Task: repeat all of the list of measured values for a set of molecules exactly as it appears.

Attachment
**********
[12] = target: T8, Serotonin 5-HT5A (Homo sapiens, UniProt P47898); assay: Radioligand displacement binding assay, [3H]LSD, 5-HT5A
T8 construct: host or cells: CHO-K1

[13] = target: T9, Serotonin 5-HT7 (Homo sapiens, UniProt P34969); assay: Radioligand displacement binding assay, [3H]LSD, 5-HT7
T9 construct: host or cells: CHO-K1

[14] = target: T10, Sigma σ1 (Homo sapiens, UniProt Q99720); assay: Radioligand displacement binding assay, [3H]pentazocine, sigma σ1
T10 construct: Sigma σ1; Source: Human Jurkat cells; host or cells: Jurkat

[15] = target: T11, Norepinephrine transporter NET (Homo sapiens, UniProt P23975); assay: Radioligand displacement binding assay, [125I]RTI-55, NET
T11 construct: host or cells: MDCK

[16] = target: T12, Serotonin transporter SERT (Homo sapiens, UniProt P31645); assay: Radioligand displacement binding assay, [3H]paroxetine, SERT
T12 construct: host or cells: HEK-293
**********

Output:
[12] = target: T8, Serotonin 5-HT5A (Homo sapiens, UniProt P47898); assay: Radioligand displacement binding assay, [3H]LSD, 5-HT5A
T8 construct: host or cells: CHO-K1

[13] = target: T9, Serotonin 5-HT7 (Homo sapiens, UniProt P34969); assay: Radioligand displacement binding assay, [3H]LSD, 5-HT7
T9 construct: host or cells: CHO-K1

[14] = target: T10, Sigma σ1 (Homo sapiens, UniProt Q99720); assay: Radioligand displacement binding assay, [3H]pentazocine, sigma σ1
T10 construct: Sigma σ1; Source: Human Jurkat cells; host or cells: Jurkat

[15] = target: T11, Norepinephrine transporter NET (Homo sapiens, UniProt P23975); assay: Radioligand displacement binding assay, [125I]RTI-55, NET
T11 construct: host or cells: MDCK

[16] = target: T12, Serotonin transporter SERT (Homo sapiens, UniProt P31645); assay: Radioligand displacement binding assay, [3H]paroxetine, SERT
T12 construct: host or cells: HEK-293